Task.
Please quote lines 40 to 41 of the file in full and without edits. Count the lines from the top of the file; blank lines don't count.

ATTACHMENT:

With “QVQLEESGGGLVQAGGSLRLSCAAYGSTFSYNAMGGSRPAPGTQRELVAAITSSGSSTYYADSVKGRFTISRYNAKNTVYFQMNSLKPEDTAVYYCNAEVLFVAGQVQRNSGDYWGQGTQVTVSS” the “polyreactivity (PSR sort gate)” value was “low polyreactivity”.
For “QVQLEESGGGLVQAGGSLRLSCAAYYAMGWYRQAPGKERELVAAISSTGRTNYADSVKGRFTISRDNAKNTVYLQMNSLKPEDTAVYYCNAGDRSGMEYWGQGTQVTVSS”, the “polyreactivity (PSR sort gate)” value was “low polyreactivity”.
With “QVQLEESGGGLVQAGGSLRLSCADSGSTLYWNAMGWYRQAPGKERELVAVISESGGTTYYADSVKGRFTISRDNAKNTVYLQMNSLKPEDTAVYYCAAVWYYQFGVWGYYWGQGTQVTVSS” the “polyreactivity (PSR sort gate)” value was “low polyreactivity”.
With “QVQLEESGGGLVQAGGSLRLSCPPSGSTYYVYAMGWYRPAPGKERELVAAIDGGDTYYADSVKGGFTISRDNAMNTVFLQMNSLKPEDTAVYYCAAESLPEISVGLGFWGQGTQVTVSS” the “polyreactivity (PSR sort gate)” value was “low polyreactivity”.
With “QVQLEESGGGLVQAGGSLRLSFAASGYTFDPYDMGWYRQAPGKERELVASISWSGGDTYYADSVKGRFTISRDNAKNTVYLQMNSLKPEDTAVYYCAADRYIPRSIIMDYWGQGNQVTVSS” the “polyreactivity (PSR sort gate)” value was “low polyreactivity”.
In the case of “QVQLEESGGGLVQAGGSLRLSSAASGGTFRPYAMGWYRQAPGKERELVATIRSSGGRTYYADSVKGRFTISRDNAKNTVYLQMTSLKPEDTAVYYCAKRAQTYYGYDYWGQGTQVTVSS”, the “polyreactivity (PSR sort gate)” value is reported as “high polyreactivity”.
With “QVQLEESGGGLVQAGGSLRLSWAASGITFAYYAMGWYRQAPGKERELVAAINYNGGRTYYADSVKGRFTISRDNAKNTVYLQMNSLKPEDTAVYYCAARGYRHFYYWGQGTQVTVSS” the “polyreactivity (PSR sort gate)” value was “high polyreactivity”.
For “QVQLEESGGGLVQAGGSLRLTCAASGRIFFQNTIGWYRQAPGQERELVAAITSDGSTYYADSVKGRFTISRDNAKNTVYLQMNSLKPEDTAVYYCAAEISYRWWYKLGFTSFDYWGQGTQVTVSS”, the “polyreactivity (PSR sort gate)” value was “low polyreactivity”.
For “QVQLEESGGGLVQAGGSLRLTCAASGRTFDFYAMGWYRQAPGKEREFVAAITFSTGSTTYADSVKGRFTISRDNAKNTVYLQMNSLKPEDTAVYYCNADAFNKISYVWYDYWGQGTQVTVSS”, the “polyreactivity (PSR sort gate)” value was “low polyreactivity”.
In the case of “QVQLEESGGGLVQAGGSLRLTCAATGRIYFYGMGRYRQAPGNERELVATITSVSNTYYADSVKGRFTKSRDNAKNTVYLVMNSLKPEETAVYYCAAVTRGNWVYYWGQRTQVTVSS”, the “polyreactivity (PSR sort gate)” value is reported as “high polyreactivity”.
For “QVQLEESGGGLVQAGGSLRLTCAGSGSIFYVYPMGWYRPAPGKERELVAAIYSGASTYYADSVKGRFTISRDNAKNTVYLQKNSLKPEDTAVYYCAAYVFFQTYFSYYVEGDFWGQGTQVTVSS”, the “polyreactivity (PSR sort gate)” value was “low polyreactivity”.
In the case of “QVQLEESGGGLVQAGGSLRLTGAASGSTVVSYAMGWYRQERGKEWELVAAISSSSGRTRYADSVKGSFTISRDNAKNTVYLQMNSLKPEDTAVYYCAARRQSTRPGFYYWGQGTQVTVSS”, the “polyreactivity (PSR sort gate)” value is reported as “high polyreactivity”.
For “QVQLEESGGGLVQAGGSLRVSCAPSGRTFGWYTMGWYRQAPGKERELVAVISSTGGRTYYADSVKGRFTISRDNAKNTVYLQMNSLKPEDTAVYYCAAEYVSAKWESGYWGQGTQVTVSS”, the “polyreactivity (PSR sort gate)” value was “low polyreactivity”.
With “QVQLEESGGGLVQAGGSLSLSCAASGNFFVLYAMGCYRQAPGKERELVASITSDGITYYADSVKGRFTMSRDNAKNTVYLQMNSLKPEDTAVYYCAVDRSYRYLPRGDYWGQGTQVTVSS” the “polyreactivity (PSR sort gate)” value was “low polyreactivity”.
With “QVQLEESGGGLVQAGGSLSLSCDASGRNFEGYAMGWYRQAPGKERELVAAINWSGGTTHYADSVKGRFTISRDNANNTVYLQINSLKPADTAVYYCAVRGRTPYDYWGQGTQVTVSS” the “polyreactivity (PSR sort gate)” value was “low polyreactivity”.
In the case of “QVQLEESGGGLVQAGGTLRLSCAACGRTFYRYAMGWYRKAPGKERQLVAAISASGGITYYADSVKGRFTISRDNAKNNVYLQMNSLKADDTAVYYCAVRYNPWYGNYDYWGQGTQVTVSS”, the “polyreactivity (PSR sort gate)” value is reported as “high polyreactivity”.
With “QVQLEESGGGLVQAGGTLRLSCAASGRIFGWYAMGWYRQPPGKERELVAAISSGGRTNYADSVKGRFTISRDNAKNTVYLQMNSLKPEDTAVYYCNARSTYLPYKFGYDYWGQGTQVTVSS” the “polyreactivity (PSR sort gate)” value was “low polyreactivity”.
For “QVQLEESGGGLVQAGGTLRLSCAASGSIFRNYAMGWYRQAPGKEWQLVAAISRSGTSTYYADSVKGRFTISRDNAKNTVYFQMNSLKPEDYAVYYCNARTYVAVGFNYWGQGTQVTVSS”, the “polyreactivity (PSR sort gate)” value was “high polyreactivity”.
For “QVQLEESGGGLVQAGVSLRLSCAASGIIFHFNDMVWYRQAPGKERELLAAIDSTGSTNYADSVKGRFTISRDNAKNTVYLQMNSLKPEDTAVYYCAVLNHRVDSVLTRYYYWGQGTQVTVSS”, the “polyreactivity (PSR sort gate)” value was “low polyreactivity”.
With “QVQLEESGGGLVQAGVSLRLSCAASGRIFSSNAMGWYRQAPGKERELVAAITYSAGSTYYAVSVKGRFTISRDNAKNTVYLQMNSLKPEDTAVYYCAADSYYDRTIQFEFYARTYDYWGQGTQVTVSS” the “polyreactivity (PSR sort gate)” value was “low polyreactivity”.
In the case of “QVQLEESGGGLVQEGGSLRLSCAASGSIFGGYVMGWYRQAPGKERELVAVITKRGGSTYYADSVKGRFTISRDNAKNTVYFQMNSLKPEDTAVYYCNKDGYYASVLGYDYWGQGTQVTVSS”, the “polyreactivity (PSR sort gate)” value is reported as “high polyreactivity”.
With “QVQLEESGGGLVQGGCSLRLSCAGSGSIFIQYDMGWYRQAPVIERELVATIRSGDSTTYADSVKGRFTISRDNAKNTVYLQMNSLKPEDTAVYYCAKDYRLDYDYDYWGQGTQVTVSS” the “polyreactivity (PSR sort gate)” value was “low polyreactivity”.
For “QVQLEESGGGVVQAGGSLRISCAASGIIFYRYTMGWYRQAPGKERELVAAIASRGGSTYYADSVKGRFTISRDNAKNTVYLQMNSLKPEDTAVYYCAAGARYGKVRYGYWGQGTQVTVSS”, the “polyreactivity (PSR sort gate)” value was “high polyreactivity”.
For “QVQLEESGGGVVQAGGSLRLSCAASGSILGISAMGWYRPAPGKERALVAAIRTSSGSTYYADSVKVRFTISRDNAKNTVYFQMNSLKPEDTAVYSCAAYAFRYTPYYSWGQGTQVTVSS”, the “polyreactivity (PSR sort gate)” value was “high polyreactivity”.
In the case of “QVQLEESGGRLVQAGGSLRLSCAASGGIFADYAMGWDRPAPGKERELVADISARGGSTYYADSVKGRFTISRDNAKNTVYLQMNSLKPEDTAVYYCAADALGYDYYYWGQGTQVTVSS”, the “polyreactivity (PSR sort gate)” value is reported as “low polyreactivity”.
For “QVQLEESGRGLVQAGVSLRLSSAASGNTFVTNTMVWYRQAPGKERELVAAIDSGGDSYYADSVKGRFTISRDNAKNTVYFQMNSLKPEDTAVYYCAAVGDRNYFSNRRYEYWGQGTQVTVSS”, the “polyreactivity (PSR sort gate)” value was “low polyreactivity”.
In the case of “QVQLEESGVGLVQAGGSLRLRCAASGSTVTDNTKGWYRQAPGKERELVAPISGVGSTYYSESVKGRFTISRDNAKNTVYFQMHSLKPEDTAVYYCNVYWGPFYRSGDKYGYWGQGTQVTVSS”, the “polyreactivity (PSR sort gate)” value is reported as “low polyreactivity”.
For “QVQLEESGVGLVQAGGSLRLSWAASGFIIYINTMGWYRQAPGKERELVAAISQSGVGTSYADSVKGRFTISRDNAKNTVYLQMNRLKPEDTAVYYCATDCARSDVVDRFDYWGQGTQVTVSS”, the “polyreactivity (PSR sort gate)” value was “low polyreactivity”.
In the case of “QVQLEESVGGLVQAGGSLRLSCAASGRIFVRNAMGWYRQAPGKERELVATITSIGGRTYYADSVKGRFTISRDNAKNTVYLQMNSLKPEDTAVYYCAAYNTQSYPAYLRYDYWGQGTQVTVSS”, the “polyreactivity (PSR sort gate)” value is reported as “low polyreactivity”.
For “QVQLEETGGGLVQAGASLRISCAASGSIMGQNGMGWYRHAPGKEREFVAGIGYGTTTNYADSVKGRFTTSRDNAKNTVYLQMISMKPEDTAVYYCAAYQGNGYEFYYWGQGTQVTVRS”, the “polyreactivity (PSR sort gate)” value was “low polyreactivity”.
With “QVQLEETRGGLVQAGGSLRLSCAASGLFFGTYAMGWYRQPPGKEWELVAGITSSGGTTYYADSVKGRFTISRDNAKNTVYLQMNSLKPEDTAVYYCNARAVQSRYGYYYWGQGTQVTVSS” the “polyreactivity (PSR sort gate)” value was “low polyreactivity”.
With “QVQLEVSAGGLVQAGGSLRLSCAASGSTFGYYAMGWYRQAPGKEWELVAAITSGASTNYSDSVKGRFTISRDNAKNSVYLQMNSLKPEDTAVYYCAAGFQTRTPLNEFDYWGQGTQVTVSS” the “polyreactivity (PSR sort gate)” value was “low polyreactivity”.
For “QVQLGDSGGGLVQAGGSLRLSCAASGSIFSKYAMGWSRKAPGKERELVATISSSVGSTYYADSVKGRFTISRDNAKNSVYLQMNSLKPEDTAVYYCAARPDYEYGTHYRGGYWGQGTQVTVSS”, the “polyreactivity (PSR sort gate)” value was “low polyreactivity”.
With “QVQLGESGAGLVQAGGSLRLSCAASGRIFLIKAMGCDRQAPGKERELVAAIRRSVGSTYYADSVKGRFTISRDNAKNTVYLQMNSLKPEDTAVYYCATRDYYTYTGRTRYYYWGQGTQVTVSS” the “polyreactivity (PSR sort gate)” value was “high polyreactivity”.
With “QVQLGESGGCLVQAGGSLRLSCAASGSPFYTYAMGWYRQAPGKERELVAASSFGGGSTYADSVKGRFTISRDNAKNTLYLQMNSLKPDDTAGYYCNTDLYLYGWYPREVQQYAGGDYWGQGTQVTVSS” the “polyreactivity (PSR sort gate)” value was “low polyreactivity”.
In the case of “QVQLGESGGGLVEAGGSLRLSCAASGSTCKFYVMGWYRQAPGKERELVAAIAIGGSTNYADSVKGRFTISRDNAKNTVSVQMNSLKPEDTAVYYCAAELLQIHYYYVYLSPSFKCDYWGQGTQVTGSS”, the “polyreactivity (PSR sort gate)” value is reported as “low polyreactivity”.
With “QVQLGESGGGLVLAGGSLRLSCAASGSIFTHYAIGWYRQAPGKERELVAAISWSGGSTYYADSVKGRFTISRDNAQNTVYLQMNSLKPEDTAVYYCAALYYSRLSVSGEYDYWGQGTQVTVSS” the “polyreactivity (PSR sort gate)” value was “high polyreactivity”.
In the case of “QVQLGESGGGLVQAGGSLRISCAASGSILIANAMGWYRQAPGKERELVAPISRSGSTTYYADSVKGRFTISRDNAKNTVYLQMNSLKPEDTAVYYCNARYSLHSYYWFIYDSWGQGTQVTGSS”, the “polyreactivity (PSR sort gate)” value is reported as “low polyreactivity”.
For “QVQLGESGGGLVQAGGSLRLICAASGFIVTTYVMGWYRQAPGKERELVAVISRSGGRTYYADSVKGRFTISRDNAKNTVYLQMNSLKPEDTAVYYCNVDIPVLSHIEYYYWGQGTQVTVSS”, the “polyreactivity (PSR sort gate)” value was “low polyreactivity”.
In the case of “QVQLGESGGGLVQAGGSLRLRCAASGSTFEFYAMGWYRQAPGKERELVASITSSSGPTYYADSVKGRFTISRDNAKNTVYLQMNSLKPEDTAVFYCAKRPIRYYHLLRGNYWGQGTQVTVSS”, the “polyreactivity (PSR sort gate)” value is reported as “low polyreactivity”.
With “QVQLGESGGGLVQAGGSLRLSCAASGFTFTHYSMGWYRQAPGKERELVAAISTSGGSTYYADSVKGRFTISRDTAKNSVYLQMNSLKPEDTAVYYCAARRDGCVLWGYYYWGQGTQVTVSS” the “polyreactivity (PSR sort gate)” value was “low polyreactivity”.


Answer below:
In the case of “QVQLGESGGGLVQAGGSLRLRCAASGSTFEFYAMGWYRQAPGKERELVASITSSSGPTYYADSVKGRFTISRDNAKNTVYLQMNSLKPEDTAVFYCAKRPIRYYHLLRGNYWGQGTQVTVSS”, the “polyreactivity (PSR sort gate)” value is reported as “low polyreactivity”.
With “QVQLGESGGGLVQAGGSLRLSCAASGFTFTHYSMGWYRQAPGKERELVAAISTSGGSTYYADSVKGRFTISRDTAKNSVYLQMNSLKPEDTAVYYCAARRDGCVLWGYYYWGQGTQVTVSS” the “polyreactivity (PSR sort gate)” value was “low polyreactivity”.